Rooted in the medical humanities, my wider research interests lie with scientific-ideological constructions of the national body and its constitution, that is, the myriad relationships between eugenic and public health movements and the political programmes of national improvement they fostered in the 20th century. It amounts to a map of an ever-evolving triadic relationship between the individual, medical profession and the state from theories of evolution to enhancement, as galvanised by the trauma of the trenches and the race-hygienic machinations of the inter- and war years. One that vividly illustrates how society and its self-perception have been shaped and perpetually reshaped by our relationships with science and the medical promise of progress.
My core research focuses on eugenics, fascism, and their emergence as distinct movements amongst interwar German ethnic minorities. And especially so the Transylvanian Saxons in Romania who were the subject of my PhD research and book on The Eugenic Fortress that explores how they interpreted and appropriated the eugenic promise of a healthier, better, nation, and the extent to which they produced and empowered an indigenous movement of their own. This perspective opens up a plethora of fascinating questions of wider relevance, ranging from the extent to which minorities interacted with international ideological currents, to the degree of their complicity in National Socialist crimes. It similarly reflects on an important dimension of German European colonialism and the self-perception of these ethnic 'outposts', concepts of nation and race, as well as their role in the formulation and execution of the Third Reich's pan-European ambitions.
Heritage (and its demarcations) has become increasingly central to my current projects, both in terms of research as well as a range of collaborative projects surrounding the commemorations of the First World War. These include my work in establishing the OxCen network, as Co-Investigator of the AHRC funded Centre for Hidden Histories at the University of Nottingham, and the collaborative research project on 'The War Beyond Western Europe: Uncovering the hidden histories of the Soldiers of Oxfordshire Museum (SOFO)'.
I am currently the Research Grants Officer of Oxford Brookes University’s faculty of Health and Life Sciences; an Associate Lecturer in the Department of History, Philosophy and Religion; and Director of the Pulse Project podcast platform.
• The Eugenic Fortress: The Transylvanian Saxon Experiment in Interwar Romania. Budapest: Central European University Press, 2016.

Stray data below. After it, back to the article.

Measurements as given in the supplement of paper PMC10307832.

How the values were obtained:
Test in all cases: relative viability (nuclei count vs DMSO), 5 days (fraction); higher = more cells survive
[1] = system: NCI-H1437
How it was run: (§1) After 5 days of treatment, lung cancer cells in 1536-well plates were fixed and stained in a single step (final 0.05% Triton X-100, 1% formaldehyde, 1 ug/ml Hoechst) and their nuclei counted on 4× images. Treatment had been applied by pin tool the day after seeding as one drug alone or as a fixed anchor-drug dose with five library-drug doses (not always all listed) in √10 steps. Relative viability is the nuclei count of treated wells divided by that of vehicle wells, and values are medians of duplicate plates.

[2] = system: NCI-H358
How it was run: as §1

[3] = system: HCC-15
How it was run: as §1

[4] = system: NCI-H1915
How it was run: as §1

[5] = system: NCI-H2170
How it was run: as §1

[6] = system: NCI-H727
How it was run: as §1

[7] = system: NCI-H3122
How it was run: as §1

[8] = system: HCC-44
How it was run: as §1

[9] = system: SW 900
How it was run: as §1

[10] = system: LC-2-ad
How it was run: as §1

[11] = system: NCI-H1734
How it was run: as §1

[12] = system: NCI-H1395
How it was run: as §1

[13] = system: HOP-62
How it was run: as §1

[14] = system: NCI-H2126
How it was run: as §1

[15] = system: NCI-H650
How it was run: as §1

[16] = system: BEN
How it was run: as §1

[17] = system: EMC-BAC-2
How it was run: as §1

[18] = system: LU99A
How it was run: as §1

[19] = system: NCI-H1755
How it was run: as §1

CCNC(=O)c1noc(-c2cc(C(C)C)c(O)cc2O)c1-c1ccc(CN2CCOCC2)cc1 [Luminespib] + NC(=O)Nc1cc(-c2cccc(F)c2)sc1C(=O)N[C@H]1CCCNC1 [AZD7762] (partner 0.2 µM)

•"Saxon Eugenics in Transylvania." Marius Turda (ed).The History of Eugenics in East-Central Europe, 1880-1945: Texts and Commentaries. London: Bloomsbury, 2015: 550-594.
•"Saxon Eugenics and the Remodelling of Carcinogenic Cities in the Interwar Period." Revista de Antropologie Urbana 5 (2015): pp.27-40.
• "The Eugenic Fortress: Alfred Csallner and the Transylvanian Saxon Eugenic Discourse in Interwar Romania.” Marius Turda, Sevasti Trubeta, and Christian Promitzer (eds.). Hygiene, Health and Eugenics in Southeast Europe to 1945. Budapest: Central European University Press, 2011: pp.351-84.
• “Ethnic Minorities and the Eugenic Promise: The Transylvanian Saxon experiment with national renewal in interwar Romania.” European Review of History 17.6 (2010): pp.861- 80.
•(in Polish): “An Assault on Optimism: Locating and defining the Transylvanian Saxon eugenic discourse in interwar Romania.” Magdalena Gawin and Kamila Uzarczyk (eds.). Eugenika-biopolityka-państwo : Z historii ruchów eugenicznych w pierwszej połowie XX w. (Eugenics-Biopolitics-State : Histories of Eugenic Movements in the First Half of the 20. Century). Warsaw: Neriton, 2010 : pp.207-19.
• “Pursuing the Fascist Promise: The Transylvanian Saxon ‘Self-Help’ from genesis to empowerment, 1922-1933/35” Marius Turda and Robert Pyrah (eds.). Culture and Identity in Central Europe. Oxford: Legenda, 2010: pp.55-73.
•and Marius Turda (eds.). ‘Race and Anthropology in Interwar Central and Eastern Europe’ (special issue). Focaal 58 (2010).
• and Marius Turda. “Romanian Eugenics and its International Context, 1918-1944” Wellcome History 44 (Summer 2010): pp.14f. (link)
• “When Good Neighbours Pay for Your Medical Bills (And So Much More): Towards a history of Transylvanian Saxon medical welfare in interwar Romania.” Wellcome History 45 (Winter 2010): pp.12f. (link)
•Feldman, Matthew, Marius Turda, with Tudor Georgescu (eds.). Clerical Fascism in Interwar Europe. Abingdon: Routledge, 2008.
•(in Romanian) “Discursul Eugenic Sasesc Transilvanean, 1885-1944” (The Transylvanian Saxon Eugenic Discourse, 1885-1944). Cuvantul 3 (2008): pp.6-8.
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